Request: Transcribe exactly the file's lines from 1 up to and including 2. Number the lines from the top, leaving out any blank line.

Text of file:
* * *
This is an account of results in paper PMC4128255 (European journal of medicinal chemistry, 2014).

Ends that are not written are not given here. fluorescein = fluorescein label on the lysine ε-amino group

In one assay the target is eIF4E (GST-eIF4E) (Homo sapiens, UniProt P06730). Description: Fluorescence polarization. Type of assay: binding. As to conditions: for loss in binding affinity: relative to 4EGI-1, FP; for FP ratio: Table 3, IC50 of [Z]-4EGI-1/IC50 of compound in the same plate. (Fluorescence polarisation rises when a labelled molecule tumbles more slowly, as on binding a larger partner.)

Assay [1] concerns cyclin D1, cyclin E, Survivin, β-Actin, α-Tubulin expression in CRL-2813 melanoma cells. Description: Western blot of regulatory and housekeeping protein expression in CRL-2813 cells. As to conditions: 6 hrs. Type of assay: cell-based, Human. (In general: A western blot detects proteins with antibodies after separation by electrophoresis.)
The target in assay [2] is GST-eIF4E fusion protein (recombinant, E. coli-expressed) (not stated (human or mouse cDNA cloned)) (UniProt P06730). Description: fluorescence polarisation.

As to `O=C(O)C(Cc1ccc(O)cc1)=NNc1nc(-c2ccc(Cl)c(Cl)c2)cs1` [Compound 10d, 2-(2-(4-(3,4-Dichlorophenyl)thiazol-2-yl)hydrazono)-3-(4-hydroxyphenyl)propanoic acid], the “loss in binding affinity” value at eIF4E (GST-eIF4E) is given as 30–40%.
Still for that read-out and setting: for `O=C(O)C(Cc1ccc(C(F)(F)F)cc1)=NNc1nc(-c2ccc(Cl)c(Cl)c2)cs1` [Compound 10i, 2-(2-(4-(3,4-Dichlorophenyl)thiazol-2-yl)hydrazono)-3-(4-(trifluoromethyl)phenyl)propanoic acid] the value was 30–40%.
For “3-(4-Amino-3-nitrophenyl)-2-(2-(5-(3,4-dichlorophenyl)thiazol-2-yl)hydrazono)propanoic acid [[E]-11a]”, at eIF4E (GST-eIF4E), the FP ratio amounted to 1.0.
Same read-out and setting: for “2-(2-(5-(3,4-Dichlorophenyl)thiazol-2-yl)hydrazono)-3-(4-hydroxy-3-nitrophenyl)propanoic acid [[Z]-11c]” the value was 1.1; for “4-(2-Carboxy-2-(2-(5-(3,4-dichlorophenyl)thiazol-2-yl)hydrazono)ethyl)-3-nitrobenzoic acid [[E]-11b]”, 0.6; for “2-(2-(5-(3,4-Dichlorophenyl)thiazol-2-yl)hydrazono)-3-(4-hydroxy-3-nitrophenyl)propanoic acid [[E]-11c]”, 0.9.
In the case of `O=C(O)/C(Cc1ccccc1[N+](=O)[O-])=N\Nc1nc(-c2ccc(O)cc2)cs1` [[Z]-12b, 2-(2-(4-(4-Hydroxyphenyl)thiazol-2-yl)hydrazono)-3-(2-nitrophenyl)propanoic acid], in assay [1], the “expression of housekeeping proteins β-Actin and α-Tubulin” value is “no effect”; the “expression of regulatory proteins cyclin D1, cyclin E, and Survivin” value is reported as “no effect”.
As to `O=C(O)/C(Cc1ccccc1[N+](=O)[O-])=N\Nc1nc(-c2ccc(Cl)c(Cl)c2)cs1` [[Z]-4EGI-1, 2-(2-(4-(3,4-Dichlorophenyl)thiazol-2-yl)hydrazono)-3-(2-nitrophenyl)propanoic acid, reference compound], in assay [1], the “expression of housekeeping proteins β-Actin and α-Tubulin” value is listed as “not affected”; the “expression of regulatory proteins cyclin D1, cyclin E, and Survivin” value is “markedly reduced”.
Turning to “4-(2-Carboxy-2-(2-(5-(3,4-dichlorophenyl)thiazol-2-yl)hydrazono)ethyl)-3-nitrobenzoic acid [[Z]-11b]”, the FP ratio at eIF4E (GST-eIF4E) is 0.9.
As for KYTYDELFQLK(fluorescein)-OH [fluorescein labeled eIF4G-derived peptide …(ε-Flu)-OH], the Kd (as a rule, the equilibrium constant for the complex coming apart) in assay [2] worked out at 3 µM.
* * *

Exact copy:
This is an account of results in paper PMC4128255 (European journal of medicinal chemistry, 2014).

Ends that are not written are not given here. fluorescein = fluorescein label on the lysine ε-amino group